Economic Policy for Human Rights
By Radhika Balakrishnan
The author, director of the Center for Women’s Global Leadership and a professor in Women’s and Gender Studies at Rutgers University, was a featured speaker July 24 at a forum in Atlanta sponsored by the Carter Center on “Restoring Faith in Freedom”. She spoke after opening remarks by former President Jimmy Carter, founder of the center. This article is based on a transcript of her remarks.
Radhika worked in the Asia and Pacific program of the Ford Foundation from 1992 to 1995, and has a doctorate in economics. She is a member of the Commission for Gender Equity for the City of New York and co-chair of the Civil Society Advisory Committee for the United Nations Development Program.
We’re living in a time of extreme inequality, as President Carter has already talked about. An Oxfam report in 2018 said that 82 percent of the wealth globally is in the hands of the richest 1 percent.
What’s interesting about that number is that in 2017, 42 people—42 individuals—held the same wealth as half the world’s population. That’s 2017. In 2016, that number was 66. And in 2009, around the financial crisis, that number was 366. So the concentration of wealth is getting narrower and narrower every year we go on. The concentration of wealth is also taking place in the United States, not just globally. The United States is now one of the worst, most unequal societies that we’ve seen.
One of the interesting things is that from the late 1940s to 1980 there was shared prosperity. The bottom 20 percent of the population increased their real income by over 100 percent. The middle class grew at fairly equal amounts, and the top 5 percent also increased, by about 86 percent. There was shared prosperity.
And then my favorite president didn’t win the election in 1981. Things changed. There were consequences. What we see from about the early 1980s is an incredible increase in the concentration of income and wealth by the top 1 percent, whose income increased by huge amounts....
As an economist, you always look at graphs, and so you see this increase in the concentration of wealth of the top 1 percent while the rest are pretty stagnant—not moving and at times going below zero. When the wealth is concentrated in the hands of a few and the rest of the economy has stagnated, as over the last 30 years, there are consequences.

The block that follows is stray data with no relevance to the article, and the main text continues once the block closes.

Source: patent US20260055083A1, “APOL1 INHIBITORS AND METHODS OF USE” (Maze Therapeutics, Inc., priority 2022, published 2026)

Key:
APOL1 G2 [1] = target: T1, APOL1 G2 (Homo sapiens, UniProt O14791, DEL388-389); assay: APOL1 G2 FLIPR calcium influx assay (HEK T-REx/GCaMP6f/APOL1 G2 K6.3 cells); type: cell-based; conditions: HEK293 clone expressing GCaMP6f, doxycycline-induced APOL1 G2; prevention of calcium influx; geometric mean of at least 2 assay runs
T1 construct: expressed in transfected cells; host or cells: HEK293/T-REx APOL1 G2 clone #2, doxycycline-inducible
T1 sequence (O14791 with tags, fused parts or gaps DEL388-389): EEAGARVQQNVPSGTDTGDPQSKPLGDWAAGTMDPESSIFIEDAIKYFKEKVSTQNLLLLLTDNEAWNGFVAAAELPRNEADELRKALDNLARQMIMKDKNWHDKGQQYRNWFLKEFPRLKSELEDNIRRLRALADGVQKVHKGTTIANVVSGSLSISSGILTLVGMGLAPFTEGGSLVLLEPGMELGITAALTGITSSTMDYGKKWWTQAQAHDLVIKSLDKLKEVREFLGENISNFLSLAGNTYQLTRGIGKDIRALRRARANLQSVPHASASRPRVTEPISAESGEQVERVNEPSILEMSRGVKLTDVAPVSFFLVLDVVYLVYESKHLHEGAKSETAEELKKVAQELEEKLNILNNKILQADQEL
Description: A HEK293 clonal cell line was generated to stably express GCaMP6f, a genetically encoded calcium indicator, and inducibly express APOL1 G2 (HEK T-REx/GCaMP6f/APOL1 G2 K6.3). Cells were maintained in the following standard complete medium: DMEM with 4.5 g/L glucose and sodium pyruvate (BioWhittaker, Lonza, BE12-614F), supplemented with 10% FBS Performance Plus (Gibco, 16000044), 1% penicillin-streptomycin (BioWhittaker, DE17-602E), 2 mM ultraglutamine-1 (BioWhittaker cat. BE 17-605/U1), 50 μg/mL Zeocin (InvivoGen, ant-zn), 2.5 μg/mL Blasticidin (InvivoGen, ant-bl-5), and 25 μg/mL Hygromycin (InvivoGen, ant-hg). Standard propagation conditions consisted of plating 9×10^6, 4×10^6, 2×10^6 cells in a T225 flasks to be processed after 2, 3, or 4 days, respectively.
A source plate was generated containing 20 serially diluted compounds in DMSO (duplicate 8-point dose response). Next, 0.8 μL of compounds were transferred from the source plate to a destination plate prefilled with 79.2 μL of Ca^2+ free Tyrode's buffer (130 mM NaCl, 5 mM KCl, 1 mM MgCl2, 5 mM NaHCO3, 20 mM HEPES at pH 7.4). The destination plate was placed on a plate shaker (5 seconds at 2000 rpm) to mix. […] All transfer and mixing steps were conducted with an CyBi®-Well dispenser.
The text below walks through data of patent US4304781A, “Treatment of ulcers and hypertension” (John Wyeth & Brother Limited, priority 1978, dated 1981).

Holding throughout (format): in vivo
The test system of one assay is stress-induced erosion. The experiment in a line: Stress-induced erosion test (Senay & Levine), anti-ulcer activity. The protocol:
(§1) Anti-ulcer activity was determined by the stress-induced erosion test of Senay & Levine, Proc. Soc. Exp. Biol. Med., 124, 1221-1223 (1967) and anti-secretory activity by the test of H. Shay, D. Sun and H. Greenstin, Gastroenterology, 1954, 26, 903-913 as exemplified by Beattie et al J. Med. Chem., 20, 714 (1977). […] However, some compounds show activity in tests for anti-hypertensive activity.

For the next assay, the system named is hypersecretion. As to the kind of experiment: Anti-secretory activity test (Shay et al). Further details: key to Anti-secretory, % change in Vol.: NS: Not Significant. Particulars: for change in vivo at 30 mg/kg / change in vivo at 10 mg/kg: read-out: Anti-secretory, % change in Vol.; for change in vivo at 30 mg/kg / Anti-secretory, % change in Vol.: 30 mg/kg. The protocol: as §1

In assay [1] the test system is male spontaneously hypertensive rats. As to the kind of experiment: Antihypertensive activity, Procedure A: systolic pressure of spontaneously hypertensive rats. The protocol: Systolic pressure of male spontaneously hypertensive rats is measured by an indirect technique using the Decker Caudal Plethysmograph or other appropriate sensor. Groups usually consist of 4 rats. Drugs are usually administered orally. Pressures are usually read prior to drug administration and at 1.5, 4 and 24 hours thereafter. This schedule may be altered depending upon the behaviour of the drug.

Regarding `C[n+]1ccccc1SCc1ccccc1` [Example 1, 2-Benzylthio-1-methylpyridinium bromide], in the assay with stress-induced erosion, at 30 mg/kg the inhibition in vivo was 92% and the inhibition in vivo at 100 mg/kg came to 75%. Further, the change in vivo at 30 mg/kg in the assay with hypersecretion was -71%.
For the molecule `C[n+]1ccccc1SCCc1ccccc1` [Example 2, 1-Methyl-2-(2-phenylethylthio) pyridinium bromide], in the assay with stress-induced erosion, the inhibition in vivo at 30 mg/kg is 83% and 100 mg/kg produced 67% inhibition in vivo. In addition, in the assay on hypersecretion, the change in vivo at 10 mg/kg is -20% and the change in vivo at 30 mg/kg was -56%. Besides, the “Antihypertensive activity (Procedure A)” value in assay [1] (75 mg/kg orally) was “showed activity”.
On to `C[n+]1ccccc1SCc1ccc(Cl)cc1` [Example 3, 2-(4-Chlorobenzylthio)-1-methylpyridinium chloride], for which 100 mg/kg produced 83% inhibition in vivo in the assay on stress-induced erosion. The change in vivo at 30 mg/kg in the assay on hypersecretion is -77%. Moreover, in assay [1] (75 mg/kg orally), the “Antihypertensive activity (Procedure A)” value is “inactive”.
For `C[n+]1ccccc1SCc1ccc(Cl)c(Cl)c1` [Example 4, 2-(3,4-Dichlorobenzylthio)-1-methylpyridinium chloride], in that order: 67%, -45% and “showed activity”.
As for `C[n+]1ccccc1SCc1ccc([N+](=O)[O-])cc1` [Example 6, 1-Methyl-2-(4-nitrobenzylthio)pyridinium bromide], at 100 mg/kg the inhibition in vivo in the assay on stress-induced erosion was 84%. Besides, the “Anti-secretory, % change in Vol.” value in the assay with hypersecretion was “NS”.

And globally we see similar levels. Inequality is increasing in almost all parts of the world with very few exceptions. Even organizations like the International Monetary Fund (IMF)—not known for redistributive policies—have been warning that this level of inequality is unsustainable for the kind of economy we live in. So it’s not just that this is bad, it’s really not sustainable.
But they don’t offer alternatives to the existing paradigm. So you have the IMF and everyone, really, issuing this rallying cry that this level of inequality is unsustainable. But what’s the answer to that concentration of wealth? What new paradigm are they offering us besides the kind of economic policies we’ve seen since the 1980s?
One of the consequences of this concentration of wealth is also the rise of right-wing nationalist governments and xenophobia. These are not an accident but really a consequence of the kind of economic policies that we’ve been following. In the U.S., in Italy, in Hungary, in the Philippines and in India we see the rise of right-wing nationalist governments. So something is not working.
The question I have—and it seems like a simple question, but I think it’s really a radical question—is what is the economy for? Why do we participate in it? We all participate. We work, we buy things, we eat breakfast, we buy coffees. What is the purpose of the economy? Is it to make sure that our 1 percent gets wealthier? Or is there some other purpose?
And so the work that I’ve been doing with my colleagues is really trying to address that question, to assess a normative framework for what the economy is for. Economists like to pretend that we’re some positivist science that’s focused on data, but we all are normative. We wish for something in the world. The work that we’ve been doing is to say: What if the purpose of the economy was to fulfill human rights? What would happen? What if we assess the economy in terms of its obligation to fulfill human rights? What do we see as a result of that policy?